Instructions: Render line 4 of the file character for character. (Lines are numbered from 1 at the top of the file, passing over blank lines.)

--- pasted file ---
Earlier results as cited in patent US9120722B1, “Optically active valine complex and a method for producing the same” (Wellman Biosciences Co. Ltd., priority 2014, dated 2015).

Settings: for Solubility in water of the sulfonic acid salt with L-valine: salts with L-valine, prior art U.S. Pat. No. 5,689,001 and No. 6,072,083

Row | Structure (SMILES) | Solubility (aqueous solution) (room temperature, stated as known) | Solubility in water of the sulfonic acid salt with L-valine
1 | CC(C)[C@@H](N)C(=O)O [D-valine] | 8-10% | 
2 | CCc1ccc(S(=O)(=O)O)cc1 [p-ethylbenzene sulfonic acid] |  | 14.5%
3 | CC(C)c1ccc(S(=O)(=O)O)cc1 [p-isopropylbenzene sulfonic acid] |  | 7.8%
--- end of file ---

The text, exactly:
1 | CC(C)[C@@H](N)C(=O)O [D-valine] | 8-10% | 